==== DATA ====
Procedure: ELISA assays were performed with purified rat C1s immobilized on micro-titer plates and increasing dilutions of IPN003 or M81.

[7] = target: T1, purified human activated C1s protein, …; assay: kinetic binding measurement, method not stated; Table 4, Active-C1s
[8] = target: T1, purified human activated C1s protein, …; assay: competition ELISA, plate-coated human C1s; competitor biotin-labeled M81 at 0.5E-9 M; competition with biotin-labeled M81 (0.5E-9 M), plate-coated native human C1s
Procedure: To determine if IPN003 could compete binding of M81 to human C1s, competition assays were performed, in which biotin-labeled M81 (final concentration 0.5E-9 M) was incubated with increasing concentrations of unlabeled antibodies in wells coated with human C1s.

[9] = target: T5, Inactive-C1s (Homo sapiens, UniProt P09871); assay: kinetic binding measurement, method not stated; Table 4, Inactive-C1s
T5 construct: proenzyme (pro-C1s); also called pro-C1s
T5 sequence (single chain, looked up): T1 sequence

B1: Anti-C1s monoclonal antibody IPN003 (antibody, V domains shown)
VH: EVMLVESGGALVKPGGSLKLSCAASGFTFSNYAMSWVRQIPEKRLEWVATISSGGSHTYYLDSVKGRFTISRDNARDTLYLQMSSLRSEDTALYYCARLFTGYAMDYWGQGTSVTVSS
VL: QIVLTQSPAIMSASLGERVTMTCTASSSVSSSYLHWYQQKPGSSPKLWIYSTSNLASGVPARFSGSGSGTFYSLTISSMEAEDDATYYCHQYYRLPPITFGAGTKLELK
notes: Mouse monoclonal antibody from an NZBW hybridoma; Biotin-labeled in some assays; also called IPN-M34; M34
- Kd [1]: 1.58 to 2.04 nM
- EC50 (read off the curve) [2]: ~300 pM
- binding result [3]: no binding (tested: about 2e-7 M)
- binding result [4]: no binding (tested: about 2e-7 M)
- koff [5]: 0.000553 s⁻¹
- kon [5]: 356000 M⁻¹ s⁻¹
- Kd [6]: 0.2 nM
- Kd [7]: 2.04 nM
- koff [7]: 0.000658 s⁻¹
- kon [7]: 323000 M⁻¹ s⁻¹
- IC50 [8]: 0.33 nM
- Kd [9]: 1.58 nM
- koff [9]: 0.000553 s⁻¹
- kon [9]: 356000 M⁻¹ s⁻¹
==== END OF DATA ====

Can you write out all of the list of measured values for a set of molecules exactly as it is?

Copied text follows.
Procedure: ELISA assays were performed with purified rat C1s immobilized on micro-titer plates and increasing dilutions of IPN003 or M81.

[7] = target: T1, purified human activated C1s protein, …; assay: kinetic binding measurement, method not stated; Table 4, Active-C1s
[8] = target: T1, purified human activated C1s protein, …; assay: competition ELISA, plate-coated human C1s; competitor biotin-labeled M81 at 0.5E-9 M; competition with biotin-labeled M81 (0.5E-9 M), plate-coated native human C1s
Procedure: To determine if IPN003 could compete binding of M81 to human C1s, competition assays were performed, in which biotin-labeled M81 (final concentration 0.5E-9 M) was incubated with increasing concentrations of unlabeled antibodies in wells coated with human C1s.

[9] = target: T5, Inactive-C1s (Homo sapiens, UniProt P09871); assay: kinetic binding measurement, method not stated; Table 4, Inactive-C1s
T5 construct: proenzyme (pro-C1s); also called pro-C1s
T5 sequence (single chain, looked up): T1 sequence

B1: Anti-C1s monoclonal antibody IPN003 (antibody, V domains shown)
VH: EVMLVESGGALVKPGGSLKLSCAASGFTFSNYAMSWVRQIPEKRLEWVATISSGGSHTYYLDSVKGRFTISRDNARDTLYLQMSSLRSEDTALYYCARLFTGYAMDYWGQGTSVTVSS
VL: QIVLTQSPAIMSASLGERVTMTCTASSSVSSSYLHWYQQKPGSSPKLWIYSTSNLASGVPARFSGSGSGTFYSLTISSMEAEDDATYYCHQYYRLPPITFGAGTKLELK
notes: Mouse monoclonal antibody from an NZBW hybridoma; Biotin-labeled in some assays; also called IPN-M34; M34
- Kd [1]: 1.58 to 2.04 nM
- EC50 (read off the curve) [2]: ~300 pM
- binding result [3]: no binding (tested: about 2e-7 M)
- binding result [4]: no binding (tested: about 2e-7 M)
- koff [5]: 0.000553 s⁻¹
- kon [5]: 356000 M⁻¹ s⁻¹
- Kd [6]: 0.2 nM
- Kd [7]: 2.04 nM
- koff [7]: 0.000658 s⁻¹
- kon [7]: 323000 M⁻¹ s⁻¹
- IC50 [8]: 0.33 nM
- Kd [9]: 1.58 nM
- koff [9]: 0.000553 s⁻¹
- kon [9]: 356000 M⁻¹ s⁻¹